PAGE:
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Elizabeth Warren Just Made Terrifying Statement About Running for President in 2020

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Sen. Elizabeth Warren spoke at a town hall over the weekend where she announced that she would consider running for president in 2020 after the November midterm elections are over.

If this news doesn’t make you want to curl up in the fetal position and suck your thumb, you’re not letting this really sink in.

“After November 6, I will take a hard look at running for president,” she told a crowd in Holyoke, Mass., which garnered an extended standing ovation, according to CBS News.

The comments are among the firmest of any prospective Democratic presidential hopeful that they could seek the party’s nomination.

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The only other Democrat to announce a firmer stance on running for president is Rep. John Delaney (D-Md.), who already formally announced his campaign.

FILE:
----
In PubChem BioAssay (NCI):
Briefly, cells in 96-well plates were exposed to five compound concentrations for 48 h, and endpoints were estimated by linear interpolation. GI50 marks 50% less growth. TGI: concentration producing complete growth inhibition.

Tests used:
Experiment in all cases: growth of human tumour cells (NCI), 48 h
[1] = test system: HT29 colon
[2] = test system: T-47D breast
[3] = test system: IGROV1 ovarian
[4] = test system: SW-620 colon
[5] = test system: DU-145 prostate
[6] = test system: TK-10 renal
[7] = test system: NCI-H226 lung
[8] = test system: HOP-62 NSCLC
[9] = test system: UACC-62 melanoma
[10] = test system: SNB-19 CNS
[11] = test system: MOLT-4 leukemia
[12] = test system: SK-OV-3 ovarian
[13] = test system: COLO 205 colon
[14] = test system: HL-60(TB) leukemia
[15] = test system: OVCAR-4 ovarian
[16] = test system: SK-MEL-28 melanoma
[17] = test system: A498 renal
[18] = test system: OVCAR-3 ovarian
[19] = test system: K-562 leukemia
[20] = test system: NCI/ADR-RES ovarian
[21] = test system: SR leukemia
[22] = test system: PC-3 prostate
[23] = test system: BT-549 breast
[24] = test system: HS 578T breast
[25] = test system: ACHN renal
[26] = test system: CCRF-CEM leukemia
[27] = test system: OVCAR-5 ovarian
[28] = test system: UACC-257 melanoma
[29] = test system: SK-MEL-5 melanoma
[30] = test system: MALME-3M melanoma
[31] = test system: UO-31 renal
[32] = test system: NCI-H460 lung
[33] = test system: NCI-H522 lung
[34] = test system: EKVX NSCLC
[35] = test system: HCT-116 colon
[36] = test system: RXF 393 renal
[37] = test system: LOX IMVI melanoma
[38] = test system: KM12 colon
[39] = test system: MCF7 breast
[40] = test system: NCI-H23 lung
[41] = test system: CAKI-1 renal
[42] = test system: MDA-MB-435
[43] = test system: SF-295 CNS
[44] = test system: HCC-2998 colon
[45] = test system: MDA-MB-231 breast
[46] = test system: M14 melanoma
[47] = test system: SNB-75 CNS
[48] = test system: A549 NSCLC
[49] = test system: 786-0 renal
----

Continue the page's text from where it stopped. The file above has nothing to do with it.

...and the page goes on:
Should Warren run for president, it is expected that she would enter a crowded Democratic primary and could face fellow Sens. Cory Booker (D-N.J.), Kamala Harris (D-Calif.), Kirsten Gillibrand (D-N.Y.) and Bernie Sanders (I-Vt.).

Warren has long been considered a darling to the progressive wing of the Democratic Party in a time when many prospective candidates seek to appeal to that part of the party.

While Warren decided against running for president in 2016, she was reportedly on the vice presidential shortlist for Hillary Clinton’s presidential campaign. Clinton ultimately picked Sen. Tim Kaine (D-Va.).

Apparently the Democratic Party has not at all learned its lesson after getting their bottoms spanked during the 2016 election. Had they chosen to run someone like Bernie Sanders or a younger, more idealistic individual, they probably would’ve had an actual chance at victory.

But no, they chose the same kind of person they always choose to run, despite young folks in the party making it clear they were tired of that shenanigans.

And if they end up really throwing resources behind someone like Warren, they’ll experience yet another embarrassing defeat.

On second thought, maybe that’s not such a bad idea…

Source: The Hill

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